ActivePure Technology, sourced locally through PFS Health Solutions, was originally developed for use by NASA on the international space station and adapted for commercial use by Texas headquartered Aerus LLC. In recent testing by MRI Global of their Hydroxyl Blaster, this technology has already proven to be 99.98 per cent safe and effective at killing a wide range of viruses and pathogens, including E. coli, salmonella, listeria and staph in the air and on surfaces, and has proven to be 99.98 per cent effective at killing the virus (SARS-CoV-2) responsible for COVID-19 on surfaces.

“This is a significant investment for our organization and we are pleased to assure our employees and their families that we are taking this step to enhance our public health practices and further protect our community from the spread of viruses, including COVID-19,” said Robin Quinlan, President of Quinlan Brothers Ltd.

“ActivePure Technology is widely used in the U.S. and has been installed here in Newfoundland and Labrador in key areas, such as our health sector, in dental clinics, restaurants and on offshore support vessels. This addition of ActivePure technology to our three processing plants located in Bay de Verde, Old Perlican and Baie Verte as well as our administration offices means that Quinlan facilities will be 100 per cent protected once complete.”

“The heart and soul of our business is our employees,” added Quinlan. “Despite the tremendous amount of change in our industry this past year, our people show up to work every day and do their part to keep our workplaces safe and healthy. We see this investment as a way that our company can continue to show up for them.”

Stright-MacKay and Mermaid Marine Products Join Forces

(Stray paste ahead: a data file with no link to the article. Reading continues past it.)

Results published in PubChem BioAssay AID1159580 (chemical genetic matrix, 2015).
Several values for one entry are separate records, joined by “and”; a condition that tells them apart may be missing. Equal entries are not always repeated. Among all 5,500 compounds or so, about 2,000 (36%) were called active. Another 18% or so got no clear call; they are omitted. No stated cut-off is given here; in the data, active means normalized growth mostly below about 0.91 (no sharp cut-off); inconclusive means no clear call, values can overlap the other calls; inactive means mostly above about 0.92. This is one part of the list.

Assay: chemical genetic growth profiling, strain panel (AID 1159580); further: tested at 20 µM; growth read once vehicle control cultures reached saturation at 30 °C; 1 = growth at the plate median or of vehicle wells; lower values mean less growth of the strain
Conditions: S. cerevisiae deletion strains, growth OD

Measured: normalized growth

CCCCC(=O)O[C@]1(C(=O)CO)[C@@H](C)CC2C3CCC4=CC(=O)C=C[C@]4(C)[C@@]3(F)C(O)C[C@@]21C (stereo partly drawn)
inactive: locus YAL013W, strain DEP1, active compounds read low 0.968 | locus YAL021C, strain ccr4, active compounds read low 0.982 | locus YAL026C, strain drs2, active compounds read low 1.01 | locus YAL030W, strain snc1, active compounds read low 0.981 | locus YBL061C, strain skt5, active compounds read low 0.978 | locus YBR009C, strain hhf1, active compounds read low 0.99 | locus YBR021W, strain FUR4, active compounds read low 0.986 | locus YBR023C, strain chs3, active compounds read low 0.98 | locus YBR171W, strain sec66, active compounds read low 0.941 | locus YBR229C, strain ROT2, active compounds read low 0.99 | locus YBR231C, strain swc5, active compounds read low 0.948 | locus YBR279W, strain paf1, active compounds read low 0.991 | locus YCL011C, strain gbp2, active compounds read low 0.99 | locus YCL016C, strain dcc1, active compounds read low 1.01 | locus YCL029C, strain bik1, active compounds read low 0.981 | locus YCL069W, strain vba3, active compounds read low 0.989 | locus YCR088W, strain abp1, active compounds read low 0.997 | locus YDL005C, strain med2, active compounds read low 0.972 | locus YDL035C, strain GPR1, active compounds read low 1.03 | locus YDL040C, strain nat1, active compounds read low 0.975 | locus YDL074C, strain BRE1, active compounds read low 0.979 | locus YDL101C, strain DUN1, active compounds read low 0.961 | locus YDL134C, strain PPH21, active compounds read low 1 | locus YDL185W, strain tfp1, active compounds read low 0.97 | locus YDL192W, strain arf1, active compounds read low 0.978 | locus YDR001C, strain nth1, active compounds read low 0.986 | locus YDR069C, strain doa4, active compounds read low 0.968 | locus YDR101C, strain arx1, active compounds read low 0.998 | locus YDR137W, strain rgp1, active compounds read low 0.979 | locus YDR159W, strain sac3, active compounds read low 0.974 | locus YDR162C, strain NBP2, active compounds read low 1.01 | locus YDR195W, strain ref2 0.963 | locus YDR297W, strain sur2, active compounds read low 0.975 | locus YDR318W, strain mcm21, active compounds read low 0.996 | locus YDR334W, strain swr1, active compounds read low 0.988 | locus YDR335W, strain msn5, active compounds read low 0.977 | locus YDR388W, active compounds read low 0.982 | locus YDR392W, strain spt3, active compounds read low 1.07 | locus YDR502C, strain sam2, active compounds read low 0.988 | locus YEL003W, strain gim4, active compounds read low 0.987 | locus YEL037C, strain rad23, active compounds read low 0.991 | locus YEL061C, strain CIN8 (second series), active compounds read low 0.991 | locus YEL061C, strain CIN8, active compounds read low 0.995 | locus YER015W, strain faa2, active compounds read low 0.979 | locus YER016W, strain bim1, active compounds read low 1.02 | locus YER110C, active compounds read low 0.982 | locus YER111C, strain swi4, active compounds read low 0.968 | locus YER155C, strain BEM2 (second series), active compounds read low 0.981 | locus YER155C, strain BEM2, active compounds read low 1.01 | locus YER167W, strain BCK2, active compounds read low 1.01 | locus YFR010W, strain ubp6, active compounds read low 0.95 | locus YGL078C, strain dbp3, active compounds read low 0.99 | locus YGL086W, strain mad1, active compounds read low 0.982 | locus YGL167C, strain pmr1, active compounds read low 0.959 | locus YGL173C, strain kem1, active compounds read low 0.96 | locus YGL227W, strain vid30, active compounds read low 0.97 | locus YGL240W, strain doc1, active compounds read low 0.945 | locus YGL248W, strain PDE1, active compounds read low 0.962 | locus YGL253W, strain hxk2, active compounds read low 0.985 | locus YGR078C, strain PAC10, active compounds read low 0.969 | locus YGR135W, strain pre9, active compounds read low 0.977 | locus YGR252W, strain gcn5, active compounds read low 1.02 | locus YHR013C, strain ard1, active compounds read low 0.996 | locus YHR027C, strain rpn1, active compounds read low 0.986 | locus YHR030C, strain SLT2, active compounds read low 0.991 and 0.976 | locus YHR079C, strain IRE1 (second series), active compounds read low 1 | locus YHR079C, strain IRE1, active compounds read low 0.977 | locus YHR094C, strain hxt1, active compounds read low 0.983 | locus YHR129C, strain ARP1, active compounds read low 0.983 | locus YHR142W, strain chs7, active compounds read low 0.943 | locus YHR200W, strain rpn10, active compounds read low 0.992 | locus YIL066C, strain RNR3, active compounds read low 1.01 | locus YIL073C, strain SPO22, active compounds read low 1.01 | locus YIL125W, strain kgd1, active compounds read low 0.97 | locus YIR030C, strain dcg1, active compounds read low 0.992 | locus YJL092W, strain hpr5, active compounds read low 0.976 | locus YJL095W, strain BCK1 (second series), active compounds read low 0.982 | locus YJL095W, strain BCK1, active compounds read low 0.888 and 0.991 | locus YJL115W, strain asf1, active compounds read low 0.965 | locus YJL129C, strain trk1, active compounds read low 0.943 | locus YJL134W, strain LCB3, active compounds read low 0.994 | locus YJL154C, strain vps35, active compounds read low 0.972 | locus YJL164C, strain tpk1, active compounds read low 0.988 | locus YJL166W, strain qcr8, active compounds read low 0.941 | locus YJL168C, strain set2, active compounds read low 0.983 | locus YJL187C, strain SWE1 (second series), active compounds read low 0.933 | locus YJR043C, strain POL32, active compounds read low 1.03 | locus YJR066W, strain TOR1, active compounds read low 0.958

Two well-established marine distributors with deep Maritime roots are joining together to form a single company.

Maritime Marine Supply will begin filling orders for marine dealers and boat builders across Canada beginning in January 2021.

Stright-MacKay and Mermaid Marine each have their own history and identity.

“Maritime Marine will combine the strengths of both companies without sacrificing the qualities that made each company unique,” says company president, Ron Savidant.

In 2019, a family-owned business from Nova Scotia purchased Stright-MacKay and Mermaid Marine. Since that time, the two companies have continued to operate independently. For the past six months, Stright-MacKay and Mermaid Marine have shared a management team. This is the same team that will lead Maritime Marine Supply into the future.

Ron Savidant will serve as president and Lee Toole will be vice president of sales. Savidant has played a vital role in Mermaid Marine’s growth over the past 23 years. He has held the position of general manager since 2007. Toole has worked with Stright-MacKay for 20 years, spending much of his time as sales manager.

In 1948, Stright-MacKay Ltd. was founded as a boat building firm in Pictou, Nova Scotia. It quickly developed a solid reputation for constructing superior yachts and commercial vessels. It also developed a retail outlet for commercial fishing supplies. In 1982, the company decided to focus on distribution in order to meet the growing demand for marine equipment and supplies.